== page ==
Yeltsin harks back to the USSR

Plans to reunite Belarus and Russia face a number of hurdles, writes Phil Reeves
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The Independent Online
Moscow - Just over five years after he signed the Belovezhsky documents, which broke up the Soviet Union, Boris Yeltsin is hoping to put pen to paper again today, this time in an effort to put parts of the former empire - Russia and Belarus - back together again.

He is expected to meet his Belarussian counterpart, Alexander Lukashenko, to sign an accord over the creation of a union between the Slavic neighbours which, while falling short of fusing them into a single state, appears to be a big step towards reintegration.

If it goes ahead, the signing will come after several days of debate in Moscow's political circles about the wisdom of pressing on with reunification with an unreformed and repressive Soviet-style nation whose economic woes could easily turn out to be an extra burden on Russia's crippled exchequer.

After negotiations which saw the head of Russia's Security Council, Ivan Rybkin, fly to Minsk for last-minute talks, Mr Yeltsin's spokesman yesterday announced that the President wanted to proceed. The Union Treaty was a "geopolitical necessity and an economic reality", he said.

But it was unclear how weighty a document the two presidents will sign. The Kremlin said Mr Yeltsin was proposing a shorter one than planned, which would state "in black and white that the parties will transform the Community of Russia and Belarus into a union and transfer some of their powers to the union." But it also said Mr Yeltsin wanted a further month of discussion about a charter outlining the accord.

In doing so, he appears to have bowed to pressure from his own administration, which was deeply split over the issue. The union envisages co-ordinated economic, foreign and defence policies, without giving up national sovereignty. While generally favouring closer ties with Minsk, Boris Nemtsov and Anatoly Chubais - the youthful free-marketeers now calling the shots in the Russian government - reportedly feared it was being rushed through.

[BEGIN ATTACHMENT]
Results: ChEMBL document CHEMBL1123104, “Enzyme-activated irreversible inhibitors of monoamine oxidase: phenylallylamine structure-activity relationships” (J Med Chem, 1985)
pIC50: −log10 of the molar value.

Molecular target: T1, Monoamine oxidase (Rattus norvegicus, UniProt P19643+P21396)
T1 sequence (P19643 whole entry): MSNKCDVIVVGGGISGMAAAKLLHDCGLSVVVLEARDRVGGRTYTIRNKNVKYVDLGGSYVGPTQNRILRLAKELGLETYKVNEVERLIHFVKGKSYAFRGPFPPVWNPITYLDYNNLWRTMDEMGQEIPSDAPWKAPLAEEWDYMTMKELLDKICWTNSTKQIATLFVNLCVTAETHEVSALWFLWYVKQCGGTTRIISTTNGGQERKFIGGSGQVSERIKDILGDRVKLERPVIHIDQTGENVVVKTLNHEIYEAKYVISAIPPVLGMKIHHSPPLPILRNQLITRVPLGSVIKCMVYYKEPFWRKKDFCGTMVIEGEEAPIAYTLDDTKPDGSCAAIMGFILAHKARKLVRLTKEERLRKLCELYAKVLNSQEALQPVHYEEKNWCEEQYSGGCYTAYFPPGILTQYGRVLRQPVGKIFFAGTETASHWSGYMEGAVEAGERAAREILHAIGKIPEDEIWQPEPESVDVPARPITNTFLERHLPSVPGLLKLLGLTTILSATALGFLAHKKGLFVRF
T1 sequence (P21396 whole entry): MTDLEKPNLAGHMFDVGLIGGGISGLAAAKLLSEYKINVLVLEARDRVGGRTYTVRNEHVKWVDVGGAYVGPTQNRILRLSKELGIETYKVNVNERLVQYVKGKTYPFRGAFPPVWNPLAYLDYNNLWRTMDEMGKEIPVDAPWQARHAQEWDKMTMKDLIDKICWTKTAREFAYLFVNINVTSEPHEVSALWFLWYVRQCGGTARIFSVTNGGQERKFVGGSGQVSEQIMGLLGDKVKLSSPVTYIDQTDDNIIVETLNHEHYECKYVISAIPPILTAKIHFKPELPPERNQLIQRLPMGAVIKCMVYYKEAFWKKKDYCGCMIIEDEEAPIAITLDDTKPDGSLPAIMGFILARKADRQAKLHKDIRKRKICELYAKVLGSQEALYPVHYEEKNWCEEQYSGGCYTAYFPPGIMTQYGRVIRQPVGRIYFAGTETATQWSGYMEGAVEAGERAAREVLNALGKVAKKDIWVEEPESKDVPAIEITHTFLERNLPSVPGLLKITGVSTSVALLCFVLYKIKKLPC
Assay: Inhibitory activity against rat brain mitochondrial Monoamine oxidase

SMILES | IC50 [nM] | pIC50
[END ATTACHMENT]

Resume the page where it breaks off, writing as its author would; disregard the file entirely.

Their reservations are shared fivefold by Russian liberals who balk at the idea of closer ties with Mr Lukashenko, whose human-rights record is even worse than Mr Yeltsin's.

Belarussian opposition leaders have been beaten and jailed, demonstrations have been broken up by police using batons and tear gas, and the media have been censored.

Although a closer union of Russia and Belarus may cause frowns in the West - particularly among Russia's big lenders, such as the IMF - it offers domestic advantages to both leaders. Mr Lukashenko, 42, a former Soviet farm director, stands to increase his popularity in his 10 million- strong nation, where he has cultivated a mood of nostalgia for the Soviet Union. Belarussian nationalists fiercely oppose it, but they are a minority.

He may also be covertly eyeing the Russian presidency, although that would require the two countries fully to reunite, a process that will take some years. Such a move would meet with cries of alarm in the West, and particularly in the US, which has been embroiled in a war of words with Mr Lukashenko, culminating in the recent expulsion from Minsk of two US diplomats.

For Mr Yeltsin, there are gains - but also possible losses. It will deepen rifts with ex-Soviet members of the Commonwealth of Independent States, which do not welcome the idea of a Russian super-state. The President of Ukraine, Leonid Kuchma, has said that different levels of unification in the CIS was an "absolute nonsense" and would pave the way to its destruction.

But a Russia-Belarus union would win Mr Yeltsin much-needed applause at home, especially among conservatives and Communists. Many Russians are unconcerned by Mr Lukashenko's murky rights record, and would welcome a move to rebuild part of the Soviet Union and increase Russia's standing on the world stage - especially given Nato's eastward expansion. Moscow would benefit from securing a firmer grasp on a corridor to the West for its oil and gas exports, and by reconnecting businesses that split up when the USSR folded. The treaty is thought to make commerce easier by protecting property rights and - in admittedly loose language - "creating the conditions" for a single currency.

But many warn that Russia's largely privatised economy is currently incompatible with Belarus's centrally planned and mostly state-owned one.

Although Minsk has been claiming growth in output, these figures are thought to be based on stockpiles of unwanted goods. It is, most analysts agree, even worse off than Russia.

Ultimately, the success or failure of today's events depends on whether the union finally comes to fruition. It is worth remembering that a batch of economic agreements signed a year ago by these two men are still widely ignored.

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